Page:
For more information about Connelly, his various series as well as movies based on his books, visit





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“Buried Secrets” by Joseph Finder

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What’s the definition of a 5-star book? “Buried Secrets,” by Joseph Finder. Totally, slam-dunk, 5-star thriller!


Ratings can be subjective, but I think everyone would agree that certain elements are apparent in each reader’s choice for a 5-star book, whatever the genre.


5-star books have characters so compelling that it’s impossible to forget them. Nick Heller is a former intelligence officer with Special Forces background. Heller is excellent at uncovering secrets, is loyal to his family and friends and has an ache in his heart for an old FBI flame. He has a secretary who can hack into anything and contacts going way back. And a look that you defy at your own peril. Even Heller is not always immune to ‘the look.’ A family friend, evasive billionaire Marshall Marcus, asks for Nick’s help when his daughter, Alexa, is kidnapped. Alexa is a troubled, intelligent teenager with an earlier kidnapping experience that colors her fear of small spaces. This time, she has been buried alive with limited food and water. Finder has drawn Alexa so well that I felt her terror as she pushed against the coffin, as she tried to stay calm and lost it, as she pleaded for release, as she screamed.


5-star books can’t be put down until the last word is read. I carried “Buried Secrets” everywhere. I read it while waiting in line, while eating. I just couldn’t abandon Heller while he dealt with the constantly lying father, the rule conscious FBI, the sick kidnappers, the layers of secrets, the pulse-pounding race against time.


A 5-star book makes me want to buy the author’s next book or backlist titles right away. I purchased “Vanished,” the first Nick Heller novel, the day after I finished “Buried Secrets.” Joseph Finder has several award winning novels to his name, as well as “High Crimes,” upon which the Freeman/Judd movie of the same name was based. I’m going to read them all.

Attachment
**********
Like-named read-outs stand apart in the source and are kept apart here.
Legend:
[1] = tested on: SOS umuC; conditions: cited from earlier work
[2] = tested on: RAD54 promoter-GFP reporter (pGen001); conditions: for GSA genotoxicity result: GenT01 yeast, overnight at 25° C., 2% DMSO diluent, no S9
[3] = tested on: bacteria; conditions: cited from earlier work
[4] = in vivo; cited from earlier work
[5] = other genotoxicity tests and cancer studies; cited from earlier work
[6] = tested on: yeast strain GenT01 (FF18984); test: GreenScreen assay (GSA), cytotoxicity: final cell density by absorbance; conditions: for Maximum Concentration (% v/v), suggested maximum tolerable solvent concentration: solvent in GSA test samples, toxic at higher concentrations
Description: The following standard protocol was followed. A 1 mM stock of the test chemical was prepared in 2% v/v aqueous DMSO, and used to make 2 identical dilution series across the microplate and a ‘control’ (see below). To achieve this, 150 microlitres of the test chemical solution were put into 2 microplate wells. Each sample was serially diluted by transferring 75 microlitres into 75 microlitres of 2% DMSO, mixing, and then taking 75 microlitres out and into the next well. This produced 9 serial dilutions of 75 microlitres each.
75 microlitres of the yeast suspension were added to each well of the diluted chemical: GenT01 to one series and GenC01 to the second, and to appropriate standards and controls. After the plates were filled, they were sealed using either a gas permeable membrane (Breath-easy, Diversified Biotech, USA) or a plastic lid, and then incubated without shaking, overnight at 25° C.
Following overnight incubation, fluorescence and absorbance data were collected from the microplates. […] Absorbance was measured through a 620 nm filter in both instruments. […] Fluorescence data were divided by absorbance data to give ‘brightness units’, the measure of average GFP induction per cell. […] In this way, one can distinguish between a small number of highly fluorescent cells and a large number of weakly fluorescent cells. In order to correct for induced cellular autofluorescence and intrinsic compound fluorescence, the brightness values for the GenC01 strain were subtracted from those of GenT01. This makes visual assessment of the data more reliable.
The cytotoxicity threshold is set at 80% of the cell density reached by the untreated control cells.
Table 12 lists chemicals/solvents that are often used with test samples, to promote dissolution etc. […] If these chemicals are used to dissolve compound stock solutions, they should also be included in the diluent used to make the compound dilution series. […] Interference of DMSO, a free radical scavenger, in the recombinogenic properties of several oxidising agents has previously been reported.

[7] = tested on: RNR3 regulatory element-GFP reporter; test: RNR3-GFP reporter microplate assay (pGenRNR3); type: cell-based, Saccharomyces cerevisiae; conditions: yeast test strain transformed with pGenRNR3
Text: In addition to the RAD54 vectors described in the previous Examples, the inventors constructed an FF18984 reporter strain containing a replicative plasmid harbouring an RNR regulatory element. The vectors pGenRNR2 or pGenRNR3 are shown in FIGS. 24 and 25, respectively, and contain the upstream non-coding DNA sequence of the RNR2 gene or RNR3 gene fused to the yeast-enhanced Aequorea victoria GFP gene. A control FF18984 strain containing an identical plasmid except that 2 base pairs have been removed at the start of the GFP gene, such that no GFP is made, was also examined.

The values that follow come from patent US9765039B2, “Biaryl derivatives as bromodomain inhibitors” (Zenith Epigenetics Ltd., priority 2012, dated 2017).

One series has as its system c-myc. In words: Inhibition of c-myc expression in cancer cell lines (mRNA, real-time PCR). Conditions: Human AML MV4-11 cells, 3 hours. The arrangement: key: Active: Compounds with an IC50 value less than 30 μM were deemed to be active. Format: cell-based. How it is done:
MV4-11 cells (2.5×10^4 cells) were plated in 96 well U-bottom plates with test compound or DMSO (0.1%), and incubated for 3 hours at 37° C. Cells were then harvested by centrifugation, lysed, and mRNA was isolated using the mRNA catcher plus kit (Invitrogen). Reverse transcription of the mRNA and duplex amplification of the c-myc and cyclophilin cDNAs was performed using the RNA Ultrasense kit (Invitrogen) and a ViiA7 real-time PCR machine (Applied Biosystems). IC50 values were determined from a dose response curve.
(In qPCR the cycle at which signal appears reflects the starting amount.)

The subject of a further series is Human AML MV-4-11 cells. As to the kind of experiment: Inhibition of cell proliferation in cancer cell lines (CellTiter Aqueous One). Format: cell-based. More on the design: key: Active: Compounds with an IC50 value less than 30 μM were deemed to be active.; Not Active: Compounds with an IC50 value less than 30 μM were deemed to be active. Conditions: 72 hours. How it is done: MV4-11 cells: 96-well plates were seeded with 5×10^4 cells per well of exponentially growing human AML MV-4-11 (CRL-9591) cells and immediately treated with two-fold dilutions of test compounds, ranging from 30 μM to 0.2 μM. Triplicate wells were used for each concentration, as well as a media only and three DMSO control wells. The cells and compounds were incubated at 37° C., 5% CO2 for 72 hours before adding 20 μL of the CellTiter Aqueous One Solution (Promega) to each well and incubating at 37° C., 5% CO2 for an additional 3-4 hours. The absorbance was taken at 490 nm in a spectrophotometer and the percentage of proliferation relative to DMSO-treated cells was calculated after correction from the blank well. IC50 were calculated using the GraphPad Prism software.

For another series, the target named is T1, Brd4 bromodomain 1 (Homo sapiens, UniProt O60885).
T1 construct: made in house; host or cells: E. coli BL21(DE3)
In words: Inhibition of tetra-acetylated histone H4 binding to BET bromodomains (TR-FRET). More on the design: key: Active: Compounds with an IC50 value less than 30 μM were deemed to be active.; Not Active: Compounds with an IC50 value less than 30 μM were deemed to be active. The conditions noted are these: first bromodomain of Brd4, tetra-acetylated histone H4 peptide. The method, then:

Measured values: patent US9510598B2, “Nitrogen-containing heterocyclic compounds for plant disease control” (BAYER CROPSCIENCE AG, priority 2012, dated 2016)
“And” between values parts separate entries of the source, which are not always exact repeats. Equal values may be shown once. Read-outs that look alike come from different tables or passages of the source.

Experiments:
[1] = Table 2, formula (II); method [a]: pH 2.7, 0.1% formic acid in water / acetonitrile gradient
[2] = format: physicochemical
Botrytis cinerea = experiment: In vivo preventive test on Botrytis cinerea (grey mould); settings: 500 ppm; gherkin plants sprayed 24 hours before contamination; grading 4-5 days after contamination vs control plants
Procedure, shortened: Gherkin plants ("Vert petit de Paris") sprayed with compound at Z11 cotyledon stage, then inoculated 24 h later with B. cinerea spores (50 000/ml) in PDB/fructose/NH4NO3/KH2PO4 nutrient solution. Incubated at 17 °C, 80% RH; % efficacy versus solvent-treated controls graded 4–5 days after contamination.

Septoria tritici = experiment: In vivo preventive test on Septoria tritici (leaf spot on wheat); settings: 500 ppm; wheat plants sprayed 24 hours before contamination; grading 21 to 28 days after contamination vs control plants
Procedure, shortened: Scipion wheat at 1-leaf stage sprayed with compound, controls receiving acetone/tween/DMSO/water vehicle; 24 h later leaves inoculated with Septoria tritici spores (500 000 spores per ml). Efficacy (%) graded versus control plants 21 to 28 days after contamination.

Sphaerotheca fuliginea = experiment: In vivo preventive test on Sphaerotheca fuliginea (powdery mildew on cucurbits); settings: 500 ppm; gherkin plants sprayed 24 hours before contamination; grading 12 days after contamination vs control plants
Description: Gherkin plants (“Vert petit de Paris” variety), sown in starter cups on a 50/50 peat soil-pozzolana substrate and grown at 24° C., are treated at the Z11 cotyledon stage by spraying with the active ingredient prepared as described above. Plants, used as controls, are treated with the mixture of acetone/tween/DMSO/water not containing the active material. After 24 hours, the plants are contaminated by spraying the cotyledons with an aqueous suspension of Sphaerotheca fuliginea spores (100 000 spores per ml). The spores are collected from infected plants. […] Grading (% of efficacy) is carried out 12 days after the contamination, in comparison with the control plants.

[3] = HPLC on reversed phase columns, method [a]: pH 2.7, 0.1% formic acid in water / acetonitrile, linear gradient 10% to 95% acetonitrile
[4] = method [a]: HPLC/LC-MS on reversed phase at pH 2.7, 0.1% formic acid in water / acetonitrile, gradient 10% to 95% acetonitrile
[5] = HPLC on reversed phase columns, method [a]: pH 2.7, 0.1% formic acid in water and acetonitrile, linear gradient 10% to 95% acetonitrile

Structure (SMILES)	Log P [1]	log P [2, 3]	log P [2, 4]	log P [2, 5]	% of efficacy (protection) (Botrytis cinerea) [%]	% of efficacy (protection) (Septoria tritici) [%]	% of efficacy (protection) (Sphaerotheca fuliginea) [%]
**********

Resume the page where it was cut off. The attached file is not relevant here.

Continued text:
A 5-star book pushes ‘tell-all’ buttons. I wanted to tell everyone about it. I gushed about compelling characterization and riveting storylines, achieved realistically.


A 5-star book is saved, whether on an e-reader or in hardcover, so that it can be relished, studied and enjoyed again. My copy is a hardcover edition. Terrific thriller!


For more information about Joseph Finder and his work, visit


"Buried Secrets" won the Strand Critics Award for Best Novel.



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“Foreign Body” by Robin Cook


Robin Cook, author of over two dozen medical thrillers, took on the medical tourism industry in “Foreign Body.” As in all his books, we are invited to view the dark side of medicine, so if you are considering traveling overseas to get a kidney transplant or a hip replacement, think again. Just kidding…  maybe…  😉


The sinister plot revolves around the untimely passing of a sixtyish grandmother after undergoing hip surgery in India. The fourth-year medical student granddaughter, Jennifer Hernandez, finds out about her loss while watching CNN in California only hours after granny has died. Medical tourism is the culprit behind the death (and two others), with American medical company employees out to discredit surgeries performed in other countries in order to keep business firmly in the USA.


We know who is at fault from the beginning, but the fun is in seeing how the granddaughter travels to India and unravels the complex crime, then discovers the criminals trying to cover their tracks. Her mentor, NYC medical examiner Dr. Laurie Montgomery, and Laurie’s husband, Dr. Jack Stapleton, follow Hernandez to India when unexplained medical questions arise and she is pressured unnecessarily to cremate her grandmother. We aren’t sure until nearly the end how it will all work out, but we are fully invested in the characters as the tension mounts and the stakes escalate.


I met Dr. Cook at a writer’s conference (where he was interviewed by “Sandstorm” author, James Rollins) and he was kind enough to autograph a copy of “Foreign Body” for my mother, a huge fan. She chose it for me to read to her during a hospital stay and several chapters work well as cliffhangers. It was hard to put down and leave behind when the story moved along so well. Fun read.


Fans of Cook have probably seen the movie, “Coma.” The book of the same name was Cook’s breakthrough novel, largely defining the ‘medical thriller’ genre over thirty years ago.